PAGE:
Getting Things Done: Daniel Hernandez is finding himself through politics


By Tobey Alexandra Schmidt

State Rep. Daniel Hernandez is  well-known, beyond his notoriety for helping save Rep. Gabby Giffords’ life seven years ago as a college intern during the Tucson mass shooting.

The Tucson Democrat, who is seeking re-election this year, has been a Sunnyside Unified School District board member since 2011, and at 28 years old, he’s the youngest legislator. Since 2016, he has represented LD2, which includes South Tucson, Sahuarita, Green Valley and Santa Cruz County. The primary is August 28, while the general election is November 6.

“Even though I’m new, even though I’m younger and even though I’m a Democrat, I’m able to find ways to get things done,” Hernandez says.

He describes himself as a pragmatic progressive – very progressive on social issues – but he understands he lives in Arizona, a historically Republican state.

“I am not going to get 100 percent of what I want,” he says.

“If I can get 10 percent now and come back later, I will always do that. If I’m going to lose, I’m going to lose forward.”

He stands up for what he believes in, but tries to find common ground with fellow politicians, he says. He received bipartisan support on a sexual assault bill, getting 10 Republican cosponsors, and 60 out of 60 votes on the House floor.

“That doesn’t happen for Democrats very often,” he says.

His life revolves around politics, but it wasn’t always that way.

“We grew up in a family that wasn’t political at all,” he says.

When he says “we,” he’s referring to his two sisters, Alma and Consuelo Hernandez, who are also running for office. Alma is in the race for State House in LD3, while Consuelo is running for her brother’s Sunnyside board seat. Hernandez is on the board through the end of 2018.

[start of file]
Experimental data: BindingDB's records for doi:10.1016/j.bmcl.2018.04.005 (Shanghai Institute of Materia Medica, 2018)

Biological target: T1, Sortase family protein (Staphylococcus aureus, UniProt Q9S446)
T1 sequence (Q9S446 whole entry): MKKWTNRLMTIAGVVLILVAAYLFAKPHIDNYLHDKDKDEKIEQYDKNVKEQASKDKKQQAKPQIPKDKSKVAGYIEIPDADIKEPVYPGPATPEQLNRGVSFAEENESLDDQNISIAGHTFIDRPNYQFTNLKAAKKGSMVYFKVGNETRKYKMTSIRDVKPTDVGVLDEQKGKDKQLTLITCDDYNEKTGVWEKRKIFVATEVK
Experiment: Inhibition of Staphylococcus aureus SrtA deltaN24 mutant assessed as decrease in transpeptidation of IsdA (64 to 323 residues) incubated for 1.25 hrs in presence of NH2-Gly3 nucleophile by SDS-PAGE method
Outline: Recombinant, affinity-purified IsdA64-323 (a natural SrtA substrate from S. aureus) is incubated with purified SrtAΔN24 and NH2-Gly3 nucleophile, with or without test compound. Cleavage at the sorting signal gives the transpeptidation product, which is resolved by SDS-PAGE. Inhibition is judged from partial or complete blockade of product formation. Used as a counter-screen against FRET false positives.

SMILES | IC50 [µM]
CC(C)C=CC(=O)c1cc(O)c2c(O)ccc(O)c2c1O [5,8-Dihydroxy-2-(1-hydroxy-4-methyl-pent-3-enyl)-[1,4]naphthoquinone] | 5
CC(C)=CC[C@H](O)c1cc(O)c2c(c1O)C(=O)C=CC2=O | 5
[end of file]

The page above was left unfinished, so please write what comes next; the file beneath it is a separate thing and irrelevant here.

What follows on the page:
The three of them grew up in the Sunnyside Unified School District area, near the famous El Guero Canelo Sonoran-style hot dog stand. Their parents moved to Tucson in 1989, and their Sonoran mother became a U.S. citizen in 2016.

“It wasn’t enough that I ran for office twice, that wasn’t enough to persuade her to become a citizen,” Hernandez jokes.

In 2007, at age 17, Hernandez signed up to work for Hillary Clinton’s campaign via her website and didn’t expect a call back. The next day, her committee called and soon he was attending events, knocking on doors, making phone calls, and eating plenty of stale, cold pizza.

When the Clinton run ended in 2008, Hernandez began working for Giffords’ campaign. In 2011, during his junior year at UA, Hernandez worked as an intern for Giffords and attended a political event at a local grocery store on January 8. A man opened fire, with Giffords as the target. Hernandez took actions that changed his and Giffords’ lives.

“The shooting forced me to become uncomfortable, because 12 hours after the shooting I was doing my first interview and within a week I had done over 100 interviews,” he says.

At the time, Hernandez aspired to become a doctor. However, Giffords challenged him to be the voice of people who didn’t have one. After the shooting, he decided he to work in advocacy and policy.

In addition to running his campaign, Hernandez is finishing his bachelor’s degree in political science. He continues to work for nonprofit organizations like Everytown for Gun Safety, which advocates for gun control and against gun violence, and Planned Parenthood.

Hernandez says he doesn’t have a five-year plan and he still doesn’t know what he wants to be when he grows up. After all, he’s only 28, he says..